Similarly, the Canberra Raiders, who have always complained about having to pay players overs to relocate to the nation's capital, have announced the signing of representative level forwards Ryan James and Corey Harawira-Naera (CHN). So, they are losing John Bateman and Nick Cotric, which frees up money, but that is next year and CHN is pulling on a lime green jersey as soon as he's ready. It would stop a lot of scuttlebutt if the public were shown the figures.
Fourth tackle: Dry Bennett gold
A Wayne Bennett post-game press conference is something every fan of the game should experience, if not live, then definitely as broadcast. The man has been at the top of the NRL coaching caper longer than anyone else, he doesn't suffer fools and he won't humour any questions he deems unworthy. Following the Rabbitohs loss to the Raiders on Saturday night, Bennett was at his best.
He thoughtfully detailed how having no minor grade football was making players without any match fitness struggle once thrown into the NRL cauldron. He indicated that he offered up some solutions to the NRL as part of their Project Apollo restart, but that no one was that keen on his ideas.
Then to top it off, when asked about the return of star fullback Latrell Mitchell next week, Bennett, who felt he shouldn't have been suspended in the first place, replied; "sure, as long as he doesn't pick up another suspension from this weekend."
Fifth and last: Fergo magic denied
Eels winger Blake Ferguson, returning from injury against the Tigers, somehow managed the most incredible grounding of the ball ever seen. For some reason when nearing the try line he jumped in an upright position instead of diving, as he was hit by a cover defender.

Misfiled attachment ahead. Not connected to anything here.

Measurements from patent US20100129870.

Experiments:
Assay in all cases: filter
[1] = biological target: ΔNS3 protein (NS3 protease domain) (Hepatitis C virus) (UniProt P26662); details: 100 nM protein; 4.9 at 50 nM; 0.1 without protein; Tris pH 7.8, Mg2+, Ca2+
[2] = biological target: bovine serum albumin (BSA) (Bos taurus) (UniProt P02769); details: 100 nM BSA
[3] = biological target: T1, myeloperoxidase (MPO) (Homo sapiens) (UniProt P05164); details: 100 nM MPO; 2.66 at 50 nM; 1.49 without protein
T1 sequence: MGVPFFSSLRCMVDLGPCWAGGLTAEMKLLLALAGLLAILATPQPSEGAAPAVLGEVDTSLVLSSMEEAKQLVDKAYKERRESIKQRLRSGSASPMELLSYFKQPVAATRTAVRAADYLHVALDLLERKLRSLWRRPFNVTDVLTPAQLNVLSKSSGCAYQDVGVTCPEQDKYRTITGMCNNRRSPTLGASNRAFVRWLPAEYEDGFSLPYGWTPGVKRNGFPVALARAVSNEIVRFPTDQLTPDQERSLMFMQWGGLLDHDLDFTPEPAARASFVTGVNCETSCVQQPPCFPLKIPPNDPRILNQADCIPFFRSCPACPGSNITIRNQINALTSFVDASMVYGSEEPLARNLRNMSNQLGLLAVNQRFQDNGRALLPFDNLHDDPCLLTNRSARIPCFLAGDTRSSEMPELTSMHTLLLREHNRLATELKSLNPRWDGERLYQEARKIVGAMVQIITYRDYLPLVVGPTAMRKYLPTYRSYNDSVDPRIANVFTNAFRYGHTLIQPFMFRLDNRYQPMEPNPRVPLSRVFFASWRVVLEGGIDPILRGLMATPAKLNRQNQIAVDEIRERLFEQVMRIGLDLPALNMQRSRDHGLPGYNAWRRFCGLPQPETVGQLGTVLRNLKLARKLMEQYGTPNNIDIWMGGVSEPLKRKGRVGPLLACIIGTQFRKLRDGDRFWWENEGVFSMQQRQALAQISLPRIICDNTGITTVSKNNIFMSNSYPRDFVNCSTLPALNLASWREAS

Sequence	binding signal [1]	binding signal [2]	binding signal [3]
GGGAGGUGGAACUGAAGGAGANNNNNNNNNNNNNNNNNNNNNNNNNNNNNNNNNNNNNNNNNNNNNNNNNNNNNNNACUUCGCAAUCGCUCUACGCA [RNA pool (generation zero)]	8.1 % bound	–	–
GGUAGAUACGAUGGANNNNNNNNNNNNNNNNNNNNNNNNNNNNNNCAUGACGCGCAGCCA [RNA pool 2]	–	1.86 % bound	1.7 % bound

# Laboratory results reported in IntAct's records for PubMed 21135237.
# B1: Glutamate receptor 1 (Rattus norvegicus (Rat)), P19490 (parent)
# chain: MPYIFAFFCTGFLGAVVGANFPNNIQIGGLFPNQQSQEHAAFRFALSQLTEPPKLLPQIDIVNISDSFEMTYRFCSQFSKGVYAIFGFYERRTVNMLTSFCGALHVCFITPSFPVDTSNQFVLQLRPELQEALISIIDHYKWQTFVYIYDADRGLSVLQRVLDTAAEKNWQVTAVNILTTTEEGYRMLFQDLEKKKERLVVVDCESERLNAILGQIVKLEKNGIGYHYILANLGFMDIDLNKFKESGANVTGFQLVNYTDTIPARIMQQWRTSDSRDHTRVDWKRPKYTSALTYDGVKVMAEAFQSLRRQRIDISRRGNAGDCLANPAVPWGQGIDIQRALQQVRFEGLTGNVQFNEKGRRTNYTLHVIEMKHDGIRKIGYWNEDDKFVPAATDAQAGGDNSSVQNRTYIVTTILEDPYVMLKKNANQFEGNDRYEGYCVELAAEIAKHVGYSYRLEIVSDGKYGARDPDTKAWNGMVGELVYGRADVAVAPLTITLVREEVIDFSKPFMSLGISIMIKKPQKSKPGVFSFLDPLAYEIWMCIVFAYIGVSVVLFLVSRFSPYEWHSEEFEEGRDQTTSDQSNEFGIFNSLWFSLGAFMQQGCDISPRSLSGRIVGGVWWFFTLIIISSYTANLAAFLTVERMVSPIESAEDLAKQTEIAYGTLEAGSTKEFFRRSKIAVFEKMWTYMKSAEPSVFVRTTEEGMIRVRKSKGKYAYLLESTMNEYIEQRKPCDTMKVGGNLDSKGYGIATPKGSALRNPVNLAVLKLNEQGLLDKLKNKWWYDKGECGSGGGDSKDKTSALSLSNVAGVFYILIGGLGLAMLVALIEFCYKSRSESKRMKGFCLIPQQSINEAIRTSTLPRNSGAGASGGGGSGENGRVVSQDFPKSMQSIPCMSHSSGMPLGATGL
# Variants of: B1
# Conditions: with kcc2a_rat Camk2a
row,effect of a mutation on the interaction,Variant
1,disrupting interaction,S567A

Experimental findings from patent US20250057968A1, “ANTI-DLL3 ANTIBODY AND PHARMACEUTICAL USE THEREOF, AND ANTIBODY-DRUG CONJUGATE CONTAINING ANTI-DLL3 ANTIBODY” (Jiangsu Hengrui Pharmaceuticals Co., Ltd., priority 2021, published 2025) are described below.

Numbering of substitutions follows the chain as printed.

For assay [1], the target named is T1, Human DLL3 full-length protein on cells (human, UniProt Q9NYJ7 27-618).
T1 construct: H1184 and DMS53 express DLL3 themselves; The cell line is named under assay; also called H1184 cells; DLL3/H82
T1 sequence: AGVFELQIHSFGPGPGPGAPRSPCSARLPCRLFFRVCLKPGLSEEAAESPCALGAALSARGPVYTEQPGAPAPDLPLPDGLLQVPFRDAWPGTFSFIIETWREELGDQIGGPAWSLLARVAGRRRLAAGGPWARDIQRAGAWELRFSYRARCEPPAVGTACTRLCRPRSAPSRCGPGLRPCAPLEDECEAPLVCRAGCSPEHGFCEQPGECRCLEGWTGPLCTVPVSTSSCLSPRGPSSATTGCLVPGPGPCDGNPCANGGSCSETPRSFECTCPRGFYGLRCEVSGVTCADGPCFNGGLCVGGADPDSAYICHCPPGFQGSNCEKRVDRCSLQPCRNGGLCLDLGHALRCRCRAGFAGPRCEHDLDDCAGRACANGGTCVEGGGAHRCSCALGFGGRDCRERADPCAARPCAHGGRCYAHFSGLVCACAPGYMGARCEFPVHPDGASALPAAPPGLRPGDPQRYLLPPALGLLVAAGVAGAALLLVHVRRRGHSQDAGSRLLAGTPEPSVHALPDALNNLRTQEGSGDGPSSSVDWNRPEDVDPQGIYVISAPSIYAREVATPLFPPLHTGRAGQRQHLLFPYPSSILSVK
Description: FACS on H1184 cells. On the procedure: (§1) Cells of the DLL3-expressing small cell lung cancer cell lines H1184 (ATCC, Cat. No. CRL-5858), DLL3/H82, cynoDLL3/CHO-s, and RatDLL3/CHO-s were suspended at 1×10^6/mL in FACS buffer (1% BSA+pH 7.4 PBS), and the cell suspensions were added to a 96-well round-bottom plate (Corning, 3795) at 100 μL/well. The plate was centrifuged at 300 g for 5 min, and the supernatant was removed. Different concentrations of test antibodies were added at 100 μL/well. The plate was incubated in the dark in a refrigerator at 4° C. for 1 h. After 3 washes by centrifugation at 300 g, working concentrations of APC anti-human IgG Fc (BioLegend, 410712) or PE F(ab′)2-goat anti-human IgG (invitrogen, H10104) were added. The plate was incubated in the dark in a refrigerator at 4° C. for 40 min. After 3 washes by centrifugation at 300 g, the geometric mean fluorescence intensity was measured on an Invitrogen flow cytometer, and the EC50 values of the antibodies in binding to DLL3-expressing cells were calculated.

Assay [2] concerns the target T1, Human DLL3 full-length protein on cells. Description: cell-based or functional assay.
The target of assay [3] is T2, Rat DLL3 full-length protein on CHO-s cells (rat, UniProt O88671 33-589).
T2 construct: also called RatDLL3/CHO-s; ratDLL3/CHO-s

From a metre in the air he somehow came back to earth reaching down between his legs with the ball. His right foot landed out, so he needed to ground the ball before his feet landed and the slow motion replays showed that he somehow did.
Unfortunately, despite his amazing effort, the try was not awarded after a knock-on was identified earlier in the play.
Handover: Rain levels playing field, except in dry Brisbane
You only have to look across the scores this round to see what a difference poor conditions can make on games. The wet weather brought everyone down a peg, allowing upsets, near upsets and much smaller margins than we have been used to this year. The biggest exception being the poor old Broncos who got spanked by the Storm on a perfect Brisbane night.
The Bulldogs showed what an otherwise ordinary team can do with discipline and a wet weather game plan. They were relentless in their one out charges up the middle, played mistake free football and kicked their way out of trouble. Any advantages the Knights had in speed and ball movement were negated by the conditions. It was a tough slog of a weekend for many.